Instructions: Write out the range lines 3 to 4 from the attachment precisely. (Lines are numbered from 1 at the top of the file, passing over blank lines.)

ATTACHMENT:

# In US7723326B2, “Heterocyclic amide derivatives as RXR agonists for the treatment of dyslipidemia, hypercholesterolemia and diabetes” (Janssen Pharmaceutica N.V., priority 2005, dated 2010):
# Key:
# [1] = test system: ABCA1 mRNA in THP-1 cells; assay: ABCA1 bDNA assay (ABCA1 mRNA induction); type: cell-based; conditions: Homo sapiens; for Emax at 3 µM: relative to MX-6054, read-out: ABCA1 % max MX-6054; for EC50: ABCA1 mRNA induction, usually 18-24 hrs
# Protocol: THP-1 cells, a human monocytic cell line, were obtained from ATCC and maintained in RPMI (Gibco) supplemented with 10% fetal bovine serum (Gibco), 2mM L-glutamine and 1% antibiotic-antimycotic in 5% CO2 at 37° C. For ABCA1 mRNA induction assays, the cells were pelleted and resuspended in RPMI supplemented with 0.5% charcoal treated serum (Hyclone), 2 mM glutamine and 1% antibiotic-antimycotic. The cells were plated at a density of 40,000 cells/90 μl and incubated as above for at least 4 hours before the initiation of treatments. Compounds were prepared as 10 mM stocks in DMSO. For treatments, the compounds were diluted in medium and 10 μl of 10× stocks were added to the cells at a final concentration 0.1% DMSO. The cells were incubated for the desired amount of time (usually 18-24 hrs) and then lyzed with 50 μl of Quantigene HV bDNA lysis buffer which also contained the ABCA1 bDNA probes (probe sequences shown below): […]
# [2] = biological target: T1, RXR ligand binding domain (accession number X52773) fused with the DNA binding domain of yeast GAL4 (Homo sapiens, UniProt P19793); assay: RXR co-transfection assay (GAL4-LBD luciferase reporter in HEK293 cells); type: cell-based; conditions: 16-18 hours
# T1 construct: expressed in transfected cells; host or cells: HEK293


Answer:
# [1] = test system: ABCA1 mRNA in THP-1 cells; assay: ABCA1 bDNA assay (ABCA1 mRNA induction); type: cell-based; conditions: Homo sapiens; for Emax at 3 µM: relative to MX-6054, read-out: ABCA1 % max MX-6054; for EC50: ABCA1 mRNA induction, usually 18-24 hrs
# Protocol: THP-1 cells, a human monocytic cell line, were obtained from ATCC and maintained in RPMI (Gibco) supplemented with 10% fetal bovine serum (Gibco), 2mM L-glutamine and 1% antibiotic-antimycotic in 5% CO2 at 37° C. For ABCA1 mRNA induction assays, the cells were pelleted and resuspended in RPMI supplemented with 0.5% charcoal treated serum (Hyclone), 2 mM glutamine and 1% antibiotic-antimycotic. The cells were plated at a density of 40,000 cells/90 μl and incubated as above for at least 4 hours before the initiation of treatments. Compounds were prepared as 10 mM stocks in DMSO. For treatments, the compounds were diluted in medium and 10 μl of 10× stocks were added to the cells at a final concentration 0.1% DMSO. The cells were incubated for the desired amount of time (usually 18-24 hrs) and then lyzed with 50 μl of Quantigene HV bDNA lysis buffer which also contained the ABCA1 bDNA probes (probe sequences shown below): […]